Mike Francesca, is the above photo not sufficient evidence that Beltran is actually capable of showing some emotional range besides petulance? Or am I guility of doctoring an old photograph of Joe McEwing and Bill Pecota?
OK, it wasn’t nearly that pithy. But after ESPN’s Bill Simmons made the reasonable observeration, “Nobody is beating the Lakers this season. Not Boston, not Detroit, not anybody. They have the best team, the best player and a Hall of Fame coach. It’s really that simple”, Green 17 of Celtics Blog responded, “yesterday, you became the giant turd in the punchbowl”.
Comparing the stadium entertainment between LA and Boston is not an appropriate way to compare basketball teams. But this “article” follows similar negative drivel, bashing one dimension of KG’s game while ignoring everything else he does. Or your repeated criticism of Doc, which is fair in some respects, but also neglects to credit everything Doc does bring to the table.
Why do you hate this team Bill? Why? The consistent negativity you write with is reminiscent of a cranky Peter May. That’s what you’ve become man. The original Boston Sports Guy, the voice you’re trying to resuscitate in your little sick out with ESPN, would be just as disgusted and disappointed with you as us Celtics fans are.
From here on out: Stop It. Just Stop. We no longer want you talking about our team publicly. You’ve lost all credibility with Celtics fans. All of it. Don’t bother with some lame and dumb reverse jinx excuse to explain your writing. And really, spare us the joyous article after we do win the title. None of us want to hear about it from Showtime Simmons. Enjoy rooting for Kobe, we hope you’ll be happier sitting next to Diane Cannon, just don’t tell us about it.
I didn’t actually get the impression Simmons was praising LA’s in-game entertainment, nor actually pulling for a Laker championship. But if Bill is really sitting next to Dyan Cannon, the latter must’ve pissed off someone in the ticket office.
Wallace has one more season on his contract, and the plan has always been to let him play out that final year, even if his role is reduced.
But, for the second straight year, Wallace flamed out in the conference finals. Last year, he openly defied Saunders’ defensive calls in Game 5 against Cleveland, then got himself thrown out of Game 6.
This year, the season ended with earning a $25,000 fine from the league for bashing the referees after Game 5, coming late to shoot-around Friday morning and playing one of the worst playoff games of his career.
He managed just four points, missing 10 of 12 shots (0 for 6 from three-point range) and three turnovers.
Pistons president Joe Dumars gave Wallace a pass after last season. You wonder if he will give him another.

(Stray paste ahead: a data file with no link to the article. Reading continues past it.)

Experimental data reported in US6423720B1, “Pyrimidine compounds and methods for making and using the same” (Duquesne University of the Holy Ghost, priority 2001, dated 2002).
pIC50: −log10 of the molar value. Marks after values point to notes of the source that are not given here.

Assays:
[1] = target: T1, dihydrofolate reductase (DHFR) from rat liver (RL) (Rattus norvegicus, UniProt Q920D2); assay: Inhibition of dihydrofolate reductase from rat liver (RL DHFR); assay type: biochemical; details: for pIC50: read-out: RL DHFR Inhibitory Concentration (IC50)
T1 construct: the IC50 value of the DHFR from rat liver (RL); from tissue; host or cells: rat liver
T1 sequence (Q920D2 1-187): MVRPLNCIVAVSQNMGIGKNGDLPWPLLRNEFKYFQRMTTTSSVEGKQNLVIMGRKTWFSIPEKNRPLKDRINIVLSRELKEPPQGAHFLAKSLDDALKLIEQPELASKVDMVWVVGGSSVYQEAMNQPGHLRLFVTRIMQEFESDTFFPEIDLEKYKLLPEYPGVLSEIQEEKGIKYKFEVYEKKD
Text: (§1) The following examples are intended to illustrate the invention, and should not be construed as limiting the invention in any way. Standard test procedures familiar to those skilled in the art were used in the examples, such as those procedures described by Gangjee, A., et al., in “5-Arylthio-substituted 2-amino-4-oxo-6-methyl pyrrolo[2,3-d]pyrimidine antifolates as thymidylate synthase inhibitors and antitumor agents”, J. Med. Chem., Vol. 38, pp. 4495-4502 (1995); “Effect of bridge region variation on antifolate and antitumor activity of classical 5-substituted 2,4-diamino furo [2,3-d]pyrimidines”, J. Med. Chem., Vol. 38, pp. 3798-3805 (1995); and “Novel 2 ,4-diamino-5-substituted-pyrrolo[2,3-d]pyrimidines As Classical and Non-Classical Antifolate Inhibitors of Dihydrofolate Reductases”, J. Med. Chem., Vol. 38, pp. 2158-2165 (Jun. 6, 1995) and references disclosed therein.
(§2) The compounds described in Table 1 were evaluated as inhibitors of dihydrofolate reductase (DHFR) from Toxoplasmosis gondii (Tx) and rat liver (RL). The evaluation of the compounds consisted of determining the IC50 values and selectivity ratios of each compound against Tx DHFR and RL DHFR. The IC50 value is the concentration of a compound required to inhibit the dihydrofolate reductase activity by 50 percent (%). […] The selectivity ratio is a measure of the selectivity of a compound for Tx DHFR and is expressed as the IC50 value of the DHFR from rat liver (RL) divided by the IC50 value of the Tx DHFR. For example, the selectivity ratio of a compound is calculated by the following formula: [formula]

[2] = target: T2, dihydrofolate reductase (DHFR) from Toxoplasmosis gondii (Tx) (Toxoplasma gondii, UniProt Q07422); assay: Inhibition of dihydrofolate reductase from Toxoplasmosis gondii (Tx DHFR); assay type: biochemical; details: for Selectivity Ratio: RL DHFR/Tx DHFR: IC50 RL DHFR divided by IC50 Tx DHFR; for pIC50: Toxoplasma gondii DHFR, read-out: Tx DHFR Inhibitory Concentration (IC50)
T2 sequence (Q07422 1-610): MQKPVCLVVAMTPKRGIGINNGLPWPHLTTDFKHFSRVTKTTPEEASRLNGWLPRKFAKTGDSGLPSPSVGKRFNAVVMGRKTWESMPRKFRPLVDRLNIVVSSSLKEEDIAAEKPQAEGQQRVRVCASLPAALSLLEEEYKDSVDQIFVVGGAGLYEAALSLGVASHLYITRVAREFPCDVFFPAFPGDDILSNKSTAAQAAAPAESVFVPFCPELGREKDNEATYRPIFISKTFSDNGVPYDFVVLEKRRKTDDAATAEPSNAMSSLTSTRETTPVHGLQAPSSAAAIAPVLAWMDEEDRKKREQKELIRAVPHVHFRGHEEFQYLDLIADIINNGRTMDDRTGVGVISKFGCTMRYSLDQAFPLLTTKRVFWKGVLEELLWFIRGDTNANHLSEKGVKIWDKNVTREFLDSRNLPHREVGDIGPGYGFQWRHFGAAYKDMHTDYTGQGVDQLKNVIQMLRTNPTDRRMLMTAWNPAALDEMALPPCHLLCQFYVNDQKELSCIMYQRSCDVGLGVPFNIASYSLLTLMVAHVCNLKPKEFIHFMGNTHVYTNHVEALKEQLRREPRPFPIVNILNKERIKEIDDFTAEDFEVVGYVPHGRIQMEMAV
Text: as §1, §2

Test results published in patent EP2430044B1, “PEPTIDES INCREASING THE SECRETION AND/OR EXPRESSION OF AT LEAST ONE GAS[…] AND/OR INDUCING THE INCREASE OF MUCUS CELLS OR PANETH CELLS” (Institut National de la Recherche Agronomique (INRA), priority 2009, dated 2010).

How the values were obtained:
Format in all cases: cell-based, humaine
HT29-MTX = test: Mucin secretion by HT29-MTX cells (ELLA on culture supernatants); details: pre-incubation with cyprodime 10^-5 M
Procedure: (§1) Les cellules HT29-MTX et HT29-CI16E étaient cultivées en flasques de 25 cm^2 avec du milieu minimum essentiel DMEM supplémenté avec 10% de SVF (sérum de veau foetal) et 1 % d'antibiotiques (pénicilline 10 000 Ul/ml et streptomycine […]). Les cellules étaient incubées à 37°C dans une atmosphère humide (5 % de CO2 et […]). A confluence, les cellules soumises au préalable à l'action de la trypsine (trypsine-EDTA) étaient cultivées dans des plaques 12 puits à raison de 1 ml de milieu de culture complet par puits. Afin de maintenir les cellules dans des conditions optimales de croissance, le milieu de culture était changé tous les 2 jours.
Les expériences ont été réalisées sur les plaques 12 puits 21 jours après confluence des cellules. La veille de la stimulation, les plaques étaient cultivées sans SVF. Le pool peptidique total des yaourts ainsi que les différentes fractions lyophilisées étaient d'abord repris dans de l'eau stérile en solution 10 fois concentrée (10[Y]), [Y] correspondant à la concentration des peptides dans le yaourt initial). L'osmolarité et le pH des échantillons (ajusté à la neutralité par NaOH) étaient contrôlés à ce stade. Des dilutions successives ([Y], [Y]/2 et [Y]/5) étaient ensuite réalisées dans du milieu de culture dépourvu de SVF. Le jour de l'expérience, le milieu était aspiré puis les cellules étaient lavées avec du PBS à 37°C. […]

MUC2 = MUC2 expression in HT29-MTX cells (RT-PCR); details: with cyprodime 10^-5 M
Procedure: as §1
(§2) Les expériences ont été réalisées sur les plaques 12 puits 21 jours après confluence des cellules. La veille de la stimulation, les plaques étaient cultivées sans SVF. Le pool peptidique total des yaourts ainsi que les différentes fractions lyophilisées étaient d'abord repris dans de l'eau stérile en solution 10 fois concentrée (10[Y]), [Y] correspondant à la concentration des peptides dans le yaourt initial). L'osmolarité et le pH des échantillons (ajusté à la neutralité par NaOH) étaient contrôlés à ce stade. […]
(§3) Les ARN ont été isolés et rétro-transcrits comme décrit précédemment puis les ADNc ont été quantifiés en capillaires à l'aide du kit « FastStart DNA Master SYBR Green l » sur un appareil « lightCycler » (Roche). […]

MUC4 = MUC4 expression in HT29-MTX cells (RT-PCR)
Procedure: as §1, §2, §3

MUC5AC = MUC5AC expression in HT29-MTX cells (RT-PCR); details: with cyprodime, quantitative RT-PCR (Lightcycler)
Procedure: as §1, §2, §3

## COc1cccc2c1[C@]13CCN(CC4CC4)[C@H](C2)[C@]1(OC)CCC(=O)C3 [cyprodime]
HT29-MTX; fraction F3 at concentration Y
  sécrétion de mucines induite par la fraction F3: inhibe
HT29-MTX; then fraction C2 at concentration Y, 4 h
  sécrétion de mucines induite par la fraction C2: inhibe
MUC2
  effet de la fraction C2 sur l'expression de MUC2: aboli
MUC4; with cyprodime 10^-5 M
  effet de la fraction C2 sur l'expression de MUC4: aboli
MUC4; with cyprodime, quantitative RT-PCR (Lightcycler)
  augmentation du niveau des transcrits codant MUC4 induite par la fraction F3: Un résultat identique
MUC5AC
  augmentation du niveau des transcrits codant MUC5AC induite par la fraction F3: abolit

“You could say it’s a lot of things, but like I told the guys, at the end of the day, when we lose, we all look bad,” Richard Hamilton said. “We all look bad. We know what it takes to win and when we don’t do it, it’s on us.”
Fascinating to think that Flip Saunders — hardly an incompetent head coach compared to some of the characters currently employed —- might be looking for work this summer. Does anyone remember that time way back when (all of 4 weeks ago) Mark Jackson was actually considered a viable candidate by more than one team.
In addition to scoffing at the Bulls’ rehire of Doug Collins (“how Chicago chairman Jerry Reinsdorf can endorse a person he fired in 1989 under shadowy circumstances after the Bulls were evicted from the Eastern finals defies comprehension”), the New York Post’s Peter Vecsey still hasn’t quite gotten over the final moments of the Spurs’ Game 4 loss to the Lakers earlier in the week.
Despite repeated evidence to the contrary, ex-coaches and former players-turned-TV-analysts continue to stamp Joey Crawford as one of
the NBA’s elite officials. I challenge them to cite a controversy within the past 20 or 30 years he was judged to be correct.
If the league office isn’t calling Crawford on David Stern’s carpet, or fining and suspending him, it’s apologizing for a game-deciding mistake – his non-call on Derek Fisher jumped into Milk Bonespur Brent Barry in the waning seconds of the Lakers’ two-point Game 4 victory.
With the aid of instant replay – and the help of Crawford’s seeing-eye dog – the league felt compelled to admit a foul had been committed for fear its fans would buy into the twisted perspective of those same commentators that the game is whistled differently in the last minute of a game than the first 47.
Naturally, mixed messages lead to confused reception. On one hand, the league boasts that only the highest-grade refs are assigned to work late into the postseason. Then it undermines them by announcing they screwed up.
Nobody can deny Fisher created contact, yet nobody on TNT’s air (or connected with the Spurs) expected Barry to get “bailed out” from behind Joakim Noah’s arc? Reggie Miller and Kenny Smith admonished Barry for not “selling” the foul to officials the way Indiana Bones and Walt Frazier did. Yup, Brent should be ashamed of himself for not kicking his opponent as Reggie was wont to do.